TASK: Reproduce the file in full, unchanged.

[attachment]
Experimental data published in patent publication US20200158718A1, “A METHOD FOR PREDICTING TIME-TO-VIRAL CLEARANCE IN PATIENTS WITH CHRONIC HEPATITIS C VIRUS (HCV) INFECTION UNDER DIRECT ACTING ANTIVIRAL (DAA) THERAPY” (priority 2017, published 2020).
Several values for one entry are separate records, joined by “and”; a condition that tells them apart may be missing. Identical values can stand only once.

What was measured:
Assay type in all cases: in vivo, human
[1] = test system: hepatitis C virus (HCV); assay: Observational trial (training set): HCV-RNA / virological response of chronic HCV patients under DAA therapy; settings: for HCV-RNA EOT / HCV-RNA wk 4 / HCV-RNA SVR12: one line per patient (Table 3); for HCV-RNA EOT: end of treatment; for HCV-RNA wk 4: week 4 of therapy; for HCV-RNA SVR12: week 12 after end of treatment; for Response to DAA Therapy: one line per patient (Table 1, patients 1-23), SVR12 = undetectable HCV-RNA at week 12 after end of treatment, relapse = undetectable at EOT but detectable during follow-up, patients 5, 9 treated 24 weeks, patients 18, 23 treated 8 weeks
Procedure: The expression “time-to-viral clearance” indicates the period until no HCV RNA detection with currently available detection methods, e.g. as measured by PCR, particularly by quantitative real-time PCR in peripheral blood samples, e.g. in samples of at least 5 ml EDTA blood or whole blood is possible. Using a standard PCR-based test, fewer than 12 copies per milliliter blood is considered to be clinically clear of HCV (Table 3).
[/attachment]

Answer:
Experimental data published in patent publication US20200158718A1, “A METHOD FOR PREDICTING TIME-TO-VIRAL CLEARANCE IN PATIENTS WITH CHRONIC HEPATITIS C VIRUS (HCV) INFECTION UNDER DIRECT ACTING ANTIVIRAL (DAA) THERAPY” (priority 2017, published 2020).
Several values for one entry are separate records, joined by “and”; a condition that tells them apart may be missing. Identical values can stand only once.

What was measured:
Assay type in all cases: in vivo, human
[1] = test system: hepatitis C virus (HCV); assay: Observational trial (training set): HCV-RNA / virological response of chronic HCV patients under DAA therapy; settings: for HCV-RNA EOT / HCV-RNA wk 4 / HCV-RNA SVR12: one line per patient (Table 3); for HCV-RNA EOT: end of treatment; for HCV-RNA wk 4: week 4 of therapy; for HCV-RNA SVR12: week 12 after end of treatment; for Response to DAA Therapy: one line per patient (Table 1, patients 1-23), SVR12 = undetectable HCV-RNA at week 12 after end of treatment, relapse = undetectable at EOT but detectable during follow-up, patients 5, 9 treated 24 weeks, patients 18, 23 treated 8 weeks
Procedure: The expression “time-to-viral clearance” indicates the period until no HCV RNA detection with currently available detection methods, e.g. as measured by PCR, particularly by quantitative real-time PCR in peripheral blood samples, e.g. in samples of at least 5 ml EDTA blood or whole blood is possible. Using a standard PCR-based test, fewer than 12 copies per milliliter blood is considered to be clinically clear of HCV (Table 3).